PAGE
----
Why Do We Use Design Ethnography?

Ethnography  – The systematic study of people and cultures. It is to explore cultural phenomena where the researcher observes society from the point of view of the subject of the study.


So why do we use ethnography in design? Personally I don’t think we’d have half the chance of designing anything worth while if we didn’t take the time to research who, what and why we were designing for.

Ethnographic research allows us to have a deeper understanding of how a user may react to a design. Usually the researcher is in a hands-on environment and studies the user in real time, face-to-face. Conducting this kind of research can be especially useful for uncovering unexpected problems and ideas from the users point of view. This gives the designer the opportunity to design within range of the need of the user.

After watching a documentary in which a designer creates a useable camera for a young man with a disease preventing him from doing so normally, I realise how important research methods like contextual interviews and shadowing are. The designer used these methods to fully understand what the user needed out of the design. Through watching the user and observing problems they encountered whilst using the un-altered camera the designer was shown issues which stopped the user from taking pictures like a normal person would. The issues that were raised were something you would have never thought about had you not bothered to research and observe. This helped the designer to fulfil a need. The end design that was produced changed the disabled man’s life and helped to improve the use of the camera significantly.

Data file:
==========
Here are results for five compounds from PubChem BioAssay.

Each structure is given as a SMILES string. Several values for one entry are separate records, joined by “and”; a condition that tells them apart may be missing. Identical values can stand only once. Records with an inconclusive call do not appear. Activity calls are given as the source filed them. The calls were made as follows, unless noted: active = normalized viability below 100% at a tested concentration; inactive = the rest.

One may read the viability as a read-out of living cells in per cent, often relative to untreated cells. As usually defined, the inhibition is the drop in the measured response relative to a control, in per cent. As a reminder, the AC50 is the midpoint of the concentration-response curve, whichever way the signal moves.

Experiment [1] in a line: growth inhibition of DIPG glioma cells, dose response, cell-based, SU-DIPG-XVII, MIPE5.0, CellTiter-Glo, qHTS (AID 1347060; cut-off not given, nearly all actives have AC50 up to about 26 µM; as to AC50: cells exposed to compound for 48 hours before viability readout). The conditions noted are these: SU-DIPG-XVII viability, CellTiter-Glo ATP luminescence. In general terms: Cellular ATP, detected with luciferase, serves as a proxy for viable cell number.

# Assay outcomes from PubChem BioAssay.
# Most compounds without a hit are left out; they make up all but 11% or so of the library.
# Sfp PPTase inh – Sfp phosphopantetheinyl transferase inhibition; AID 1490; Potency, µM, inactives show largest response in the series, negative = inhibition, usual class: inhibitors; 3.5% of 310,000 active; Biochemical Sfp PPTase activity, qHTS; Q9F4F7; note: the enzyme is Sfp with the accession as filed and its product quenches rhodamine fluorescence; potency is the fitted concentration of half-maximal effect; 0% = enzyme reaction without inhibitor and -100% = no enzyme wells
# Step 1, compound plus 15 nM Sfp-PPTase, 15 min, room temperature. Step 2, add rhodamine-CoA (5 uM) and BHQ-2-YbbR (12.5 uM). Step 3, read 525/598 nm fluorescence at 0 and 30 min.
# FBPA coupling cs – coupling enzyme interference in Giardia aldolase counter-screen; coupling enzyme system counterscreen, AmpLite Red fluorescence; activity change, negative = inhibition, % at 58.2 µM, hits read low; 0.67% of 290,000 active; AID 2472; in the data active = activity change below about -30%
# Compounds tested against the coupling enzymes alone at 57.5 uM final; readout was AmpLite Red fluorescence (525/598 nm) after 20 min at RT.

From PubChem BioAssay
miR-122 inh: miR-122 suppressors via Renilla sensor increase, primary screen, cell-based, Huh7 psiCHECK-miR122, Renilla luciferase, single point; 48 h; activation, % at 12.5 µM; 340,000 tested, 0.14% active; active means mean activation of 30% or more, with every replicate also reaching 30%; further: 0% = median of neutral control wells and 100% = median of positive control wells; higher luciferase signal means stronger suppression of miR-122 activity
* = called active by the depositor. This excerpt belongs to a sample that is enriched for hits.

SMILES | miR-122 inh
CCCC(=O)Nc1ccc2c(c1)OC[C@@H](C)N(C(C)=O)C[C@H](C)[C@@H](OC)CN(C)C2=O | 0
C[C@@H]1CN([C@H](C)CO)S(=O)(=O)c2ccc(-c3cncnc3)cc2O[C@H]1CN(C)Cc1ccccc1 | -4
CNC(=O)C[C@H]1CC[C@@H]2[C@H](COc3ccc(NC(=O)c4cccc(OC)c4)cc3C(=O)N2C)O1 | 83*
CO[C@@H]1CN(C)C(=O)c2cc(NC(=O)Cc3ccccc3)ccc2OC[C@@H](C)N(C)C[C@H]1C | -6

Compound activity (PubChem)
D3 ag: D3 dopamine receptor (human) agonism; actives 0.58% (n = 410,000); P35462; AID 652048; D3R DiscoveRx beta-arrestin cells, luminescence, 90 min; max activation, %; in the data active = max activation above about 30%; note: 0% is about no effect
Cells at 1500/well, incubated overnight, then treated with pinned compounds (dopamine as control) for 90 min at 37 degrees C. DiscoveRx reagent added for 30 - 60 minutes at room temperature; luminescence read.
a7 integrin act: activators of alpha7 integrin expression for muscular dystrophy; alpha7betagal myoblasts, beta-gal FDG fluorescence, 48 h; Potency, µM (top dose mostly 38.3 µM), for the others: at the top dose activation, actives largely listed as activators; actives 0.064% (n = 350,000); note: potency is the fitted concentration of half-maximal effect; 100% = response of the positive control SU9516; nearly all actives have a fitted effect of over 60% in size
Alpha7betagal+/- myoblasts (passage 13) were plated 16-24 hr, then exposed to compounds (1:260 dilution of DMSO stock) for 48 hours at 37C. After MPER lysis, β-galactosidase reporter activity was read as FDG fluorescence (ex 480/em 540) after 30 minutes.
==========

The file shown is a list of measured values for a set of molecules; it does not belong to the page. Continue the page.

Not everyone thinks the same and our own personal tastes and ideas differ from others frequently. It’s useful for designers to immerse themselves in different types of ethnographic research to fully understand common themes when designing. Affinity mapping is another ethnographic research method. This allows the researcher to absorb vast amounts of information from a large demographic of users. The information is filtered down into themes and codes so that the designer can identify common problems or ideas from the research material. Issues and problems will become apparent from feedback. Likewise with positive feedback and observations. This is a great way of obtaining information in large quantities from different user backgrounds. We can however, use a select demographic to narrow our results to a specific field allowing us to target a design for a specific group of people.

If we understand people and the culture/person we are designing for we have a better chance at hitting the nail on the head with the usefulness of our design. I believe, a design that doesn’t fill a purpose, isn’t a good design at all.

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